Storm Barra: Red alert active for some parts of Ireland; wind, rain, snow warning for North West

Storm Barra is expected to make its present felt in Ireland within hours with a weather warning for wind, rain and possibly more snow effective for the north west as of now.

Tuesday, 7th December 2021, 8:19 am

There has already been snow in parts of County Donegal overnight with drivers urged to be careful as conditions on the roads may be very difficult this morning.

Gritters are currently understood to be operational across the north west.

Meanwhile upgraded weather warnings have been issued for the south west of the country and the east coast with schools shut and people warned to avoid all but essential travel as Storm Barra makes landfall.

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STORM BRENDAN JANUARY 2020: People walking across Guildhall Square after torrential rain and high winds brought by Storm Brendan. There are similar warnings in place for Storm Barra today. DER0220GS – 007

Cork, Kerry and Clare are on red alert while some other regions, namely Dublin, Louth, Wicklow and East Meath have been issued with a Status Orange alert.

Storm Barra, which was described yesterday as akin to a ‘weather bomb’ by one forecaster in Ireland, is set to hit the south west of Ireland first before moving in an upward trajectory with the worst of the weather for us here in the north west in Derry, Donegal and Tyrone expected later this afternoon and into this evening.

In its general warning for the whole of Ireland, valid from 8:00 am today, Tuesday, Met Éireann stated that Storm Barra will bring “widespread mean speeds of 50 to 65 km/h and gusts of 90 to 110 km/h with localised stronger winds likely.”

“Heavy rain will also bring risks of surface flooding and, due to a combination of high waves, storm surge and high tide, coastal flooding is expected. Disruption to power and travel are likely.”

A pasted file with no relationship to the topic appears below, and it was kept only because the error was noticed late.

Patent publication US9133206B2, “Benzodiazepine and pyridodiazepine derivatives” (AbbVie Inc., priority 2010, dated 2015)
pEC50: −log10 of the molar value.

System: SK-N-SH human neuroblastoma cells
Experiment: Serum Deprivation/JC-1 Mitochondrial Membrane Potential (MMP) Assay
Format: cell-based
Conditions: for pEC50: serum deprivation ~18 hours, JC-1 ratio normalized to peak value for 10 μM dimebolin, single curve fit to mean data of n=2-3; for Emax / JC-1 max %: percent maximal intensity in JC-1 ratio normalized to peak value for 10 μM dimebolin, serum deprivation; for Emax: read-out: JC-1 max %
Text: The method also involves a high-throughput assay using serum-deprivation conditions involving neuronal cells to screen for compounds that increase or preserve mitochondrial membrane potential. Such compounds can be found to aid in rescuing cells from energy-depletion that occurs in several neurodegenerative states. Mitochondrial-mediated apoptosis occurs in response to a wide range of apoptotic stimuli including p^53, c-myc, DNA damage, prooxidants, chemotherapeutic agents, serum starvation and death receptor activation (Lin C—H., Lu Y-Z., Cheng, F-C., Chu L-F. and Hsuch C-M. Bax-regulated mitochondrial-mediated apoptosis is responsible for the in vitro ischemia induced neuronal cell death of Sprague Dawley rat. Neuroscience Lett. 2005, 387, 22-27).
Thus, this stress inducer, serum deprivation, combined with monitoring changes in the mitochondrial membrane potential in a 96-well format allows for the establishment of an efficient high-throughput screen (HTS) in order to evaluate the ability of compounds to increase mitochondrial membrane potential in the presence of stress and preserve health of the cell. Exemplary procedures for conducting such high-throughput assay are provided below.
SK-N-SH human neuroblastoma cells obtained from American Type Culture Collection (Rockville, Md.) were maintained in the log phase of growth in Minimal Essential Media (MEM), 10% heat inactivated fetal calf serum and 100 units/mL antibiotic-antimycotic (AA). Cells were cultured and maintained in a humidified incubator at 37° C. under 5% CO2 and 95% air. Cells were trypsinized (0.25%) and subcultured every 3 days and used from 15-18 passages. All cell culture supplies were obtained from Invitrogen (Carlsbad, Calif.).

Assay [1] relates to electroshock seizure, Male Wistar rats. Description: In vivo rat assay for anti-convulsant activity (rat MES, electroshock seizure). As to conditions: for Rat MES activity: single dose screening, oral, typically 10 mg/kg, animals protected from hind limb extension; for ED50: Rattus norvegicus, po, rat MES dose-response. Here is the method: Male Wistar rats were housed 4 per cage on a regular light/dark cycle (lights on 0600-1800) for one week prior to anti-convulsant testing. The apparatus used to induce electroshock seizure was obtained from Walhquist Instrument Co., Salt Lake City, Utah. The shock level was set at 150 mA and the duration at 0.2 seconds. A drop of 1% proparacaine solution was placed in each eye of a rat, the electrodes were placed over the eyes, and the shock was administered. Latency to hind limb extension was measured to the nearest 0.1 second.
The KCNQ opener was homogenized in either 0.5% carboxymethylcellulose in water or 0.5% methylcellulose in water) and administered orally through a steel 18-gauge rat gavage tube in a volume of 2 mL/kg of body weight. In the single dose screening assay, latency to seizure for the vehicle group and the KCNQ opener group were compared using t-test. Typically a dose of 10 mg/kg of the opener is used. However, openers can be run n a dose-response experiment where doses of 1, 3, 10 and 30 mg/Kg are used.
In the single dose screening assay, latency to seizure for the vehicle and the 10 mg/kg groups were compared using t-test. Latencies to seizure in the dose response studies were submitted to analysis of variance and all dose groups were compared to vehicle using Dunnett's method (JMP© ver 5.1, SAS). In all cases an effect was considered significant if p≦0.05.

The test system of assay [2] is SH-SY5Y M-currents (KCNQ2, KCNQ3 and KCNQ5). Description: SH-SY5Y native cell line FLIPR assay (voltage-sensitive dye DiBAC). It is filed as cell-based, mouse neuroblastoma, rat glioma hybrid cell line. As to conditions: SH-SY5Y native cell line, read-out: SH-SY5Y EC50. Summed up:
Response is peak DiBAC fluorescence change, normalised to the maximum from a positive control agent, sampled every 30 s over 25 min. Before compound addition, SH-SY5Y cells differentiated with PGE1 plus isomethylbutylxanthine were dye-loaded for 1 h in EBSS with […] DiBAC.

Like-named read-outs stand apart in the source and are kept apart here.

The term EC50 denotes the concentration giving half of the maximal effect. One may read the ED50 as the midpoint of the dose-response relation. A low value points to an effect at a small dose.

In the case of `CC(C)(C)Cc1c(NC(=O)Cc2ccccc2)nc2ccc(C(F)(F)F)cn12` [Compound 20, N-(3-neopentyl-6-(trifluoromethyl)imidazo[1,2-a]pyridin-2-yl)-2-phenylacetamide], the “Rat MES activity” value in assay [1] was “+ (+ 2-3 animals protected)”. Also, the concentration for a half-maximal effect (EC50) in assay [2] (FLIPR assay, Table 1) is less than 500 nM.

In its forecast for today, Met Éireann elaborated: “Storm Barra will bring severe and damaging wind gusts today. The winds will be strongest on exposed coastal areas of Munster and Connacht. Gale to storm force southeast winds will veer west and later northwest in direction.

“Heavy rain will move northeastwards across the country during the morning followed by widespread squally showers. Falls of sleet and snow are likely in places, especially across the north and west during the morning then in the south at times later.

“Coastal flooding is expected along with travel disruption. As the eye of the storm passes over the centre of the country winds will fall light and variable for a time. Afternoon temperatures of 5 to 7 degrees.

“Tonight: The strong winds continue through Tuesday night. There will be frequent squally showers, some of sleet and snow with hail and isolated thunderstorms. Further damaging and possibly disruptive wind gusts are expected, especially in Atlantic coastal counties with gale to storm force west to northwest winds. A cold night with lowest temperatures of 1 to 4 degrees.”

The UK Met Office has advised people across the north to expect ‘strong winds and heavy rain bring a risk of some travel disruption and flooding’ as it’s yellow warning for the region comes into effect.

While the worst of the weather is expected elsewhere, the Met Office urged people that there is a slight risk of power cuts, a risk some roads and bridges could close and of damage to buildings, such as tiles blown from roofs.